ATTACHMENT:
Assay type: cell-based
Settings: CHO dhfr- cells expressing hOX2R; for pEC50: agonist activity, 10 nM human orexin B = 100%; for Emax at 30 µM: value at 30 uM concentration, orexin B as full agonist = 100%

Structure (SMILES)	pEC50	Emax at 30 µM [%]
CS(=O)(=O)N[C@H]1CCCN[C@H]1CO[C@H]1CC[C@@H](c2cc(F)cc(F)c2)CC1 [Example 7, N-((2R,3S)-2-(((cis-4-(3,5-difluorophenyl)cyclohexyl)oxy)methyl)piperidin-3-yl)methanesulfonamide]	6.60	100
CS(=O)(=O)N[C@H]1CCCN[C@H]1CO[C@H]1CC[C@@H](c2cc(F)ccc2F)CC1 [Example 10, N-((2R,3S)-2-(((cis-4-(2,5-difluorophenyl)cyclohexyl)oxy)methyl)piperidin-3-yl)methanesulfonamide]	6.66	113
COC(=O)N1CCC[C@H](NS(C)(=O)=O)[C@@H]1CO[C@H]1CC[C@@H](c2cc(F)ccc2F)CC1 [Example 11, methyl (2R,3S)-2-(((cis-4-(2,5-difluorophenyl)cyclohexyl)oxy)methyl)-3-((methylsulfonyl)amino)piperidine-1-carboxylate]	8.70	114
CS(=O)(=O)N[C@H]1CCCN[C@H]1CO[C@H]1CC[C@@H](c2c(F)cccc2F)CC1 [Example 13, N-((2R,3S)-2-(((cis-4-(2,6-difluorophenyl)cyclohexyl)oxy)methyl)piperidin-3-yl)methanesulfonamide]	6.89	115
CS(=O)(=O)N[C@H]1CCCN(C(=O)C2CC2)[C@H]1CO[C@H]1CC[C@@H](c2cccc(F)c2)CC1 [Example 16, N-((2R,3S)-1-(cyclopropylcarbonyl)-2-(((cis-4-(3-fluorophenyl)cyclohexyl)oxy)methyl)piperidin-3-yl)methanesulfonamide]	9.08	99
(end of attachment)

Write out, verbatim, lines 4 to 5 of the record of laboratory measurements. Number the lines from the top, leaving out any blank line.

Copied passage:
CS(=O)(=O)N[C@H]1CCCN[C@H]1CO[C@H]1CC[C@@H](c2cc(F)cc(F)c2)CC1 [Example 7, N-((2R,3S)-2-(((cis-4-(3,5-difluorophenyl)cyclohexyl)oxy)methyl)piperidin-3-yl)methanesulfonamide]	6.60	100
CS(=O)(=O)N[C@H]1CCCN[C@H]1CO[C@H]1CC[C@@H](c2cc(F)ccc2F)CC1 [Example 10, N-((2R,3S)-2-(((cis-4-(2,5-difluorophenyl)cyclohexyl)oxy)methyl)piperidin-3-yl)methanesulfonamide]	6.66	113